The First Woman To Accuse Bill Cosby Breaks Her Silence After 13 Years

Photo: Matt Slocum/AP/REX/Shutterstock.
Andrea Constand, the first woman to accuse Bill Cosby of sexual assault, gave her first on-air interview Thursday in a segment with NBC news. Constand filed a civil suit against Cosby in 2005, alleging that Cosby sexually assaulted her with the help of pills in 2004. Her case went largely ignored until 2015, when Pennsylvania prosecutors reopened the case in light of a growing list of women who'd made accusations against Cosby. Just this year, Coby was found guilty of three second degree felony accounts against Constand.
Speaking to NBC, Constand described her experience with Cosby. At the time, she was working for Temple University in Philadelphia.
"He had three blue pills in his hand," Constand told NBC senior national correspondent Kate Snow. "I said, 'What are those?' And he said, 'They'll help you relax.'" When she questioned the nature of the pills, he said the pills were her "friends."
"I took them because I trusted that they would maybe make me feel a little more relaxed," Constand explained. Her speech became slurred and Cosby led her to the couch, where he then assaulted her. "I was a limp noodle," she described. When she woke up, Cosby offered her breakfast — tea and a muffin. According to Snow, who recounted these details on The Today Show, Constand then drove home and went to work, too ashamed to discuss what had just happened.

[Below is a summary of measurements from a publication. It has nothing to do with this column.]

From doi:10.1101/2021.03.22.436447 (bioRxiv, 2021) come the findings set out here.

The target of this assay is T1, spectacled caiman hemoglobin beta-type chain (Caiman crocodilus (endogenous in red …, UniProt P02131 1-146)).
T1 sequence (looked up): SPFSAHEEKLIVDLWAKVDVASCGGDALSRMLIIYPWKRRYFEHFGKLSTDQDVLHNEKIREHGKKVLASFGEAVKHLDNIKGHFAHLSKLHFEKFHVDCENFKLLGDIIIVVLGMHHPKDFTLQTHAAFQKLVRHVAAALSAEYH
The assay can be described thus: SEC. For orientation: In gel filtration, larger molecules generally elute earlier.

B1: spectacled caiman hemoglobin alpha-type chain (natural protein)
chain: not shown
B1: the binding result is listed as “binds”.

Despite being at the center of the widely-publicized downfall of comedian Cosby, Constand had yet to speak to press about her experience. She is among at least 60 women who have accused Cosby of sexual misconduct.
Cosby's lawyers have said they will seek an appeal in the April verdict, but, as of now, the comedian faces a potential 30 years in prison.
Watch the full segment with Constand, below.
If you have experienced sexual violence of any kind, please visit Rape Crisis or call 0808 802 9999.

More from News

R29 Original Series